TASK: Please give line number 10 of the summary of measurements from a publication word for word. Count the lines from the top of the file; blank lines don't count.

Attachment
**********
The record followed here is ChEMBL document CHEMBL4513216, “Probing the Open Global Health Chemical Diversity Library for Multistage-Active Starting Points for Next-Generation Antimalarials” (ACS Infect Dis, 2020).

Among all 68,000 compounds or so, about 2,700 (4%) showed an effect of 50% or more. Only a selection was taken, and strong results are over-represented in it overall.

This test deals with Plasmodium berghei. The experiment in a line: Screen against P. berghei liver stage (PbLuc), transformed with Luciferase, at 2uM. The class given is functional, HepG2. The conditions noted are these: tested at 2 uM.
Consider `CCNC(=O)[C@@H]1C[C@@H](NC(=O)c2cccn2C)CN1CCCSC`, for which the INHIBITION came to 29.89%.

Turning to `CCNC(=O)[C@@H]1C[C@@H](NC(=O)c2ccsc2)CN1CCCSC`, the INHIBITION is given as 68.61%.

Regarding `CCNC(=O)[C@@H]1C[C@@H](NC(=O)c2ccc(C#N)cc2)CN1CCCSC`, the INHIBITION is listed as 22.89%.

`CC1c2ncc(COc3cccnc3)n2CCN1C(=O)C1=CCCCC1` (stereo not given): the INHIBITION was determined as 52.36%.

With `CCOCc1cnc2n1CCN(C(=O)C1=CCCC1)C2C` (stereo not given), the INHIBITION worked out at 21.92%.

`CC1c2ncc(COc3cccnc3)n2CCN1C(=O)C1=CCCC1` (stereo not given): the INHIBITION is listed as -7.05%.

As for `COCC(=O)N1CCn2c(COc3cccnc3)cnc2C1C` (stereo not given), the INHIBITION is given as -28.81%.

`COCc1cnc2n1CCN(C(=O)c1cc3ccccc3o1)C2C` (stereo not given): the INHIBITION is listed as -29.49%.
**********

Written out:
As for `COCC(=O)N1CCn2c(COc3cccnc3)cnc2C1C` (stereo not given), the INHIBITION is given as -28.81%.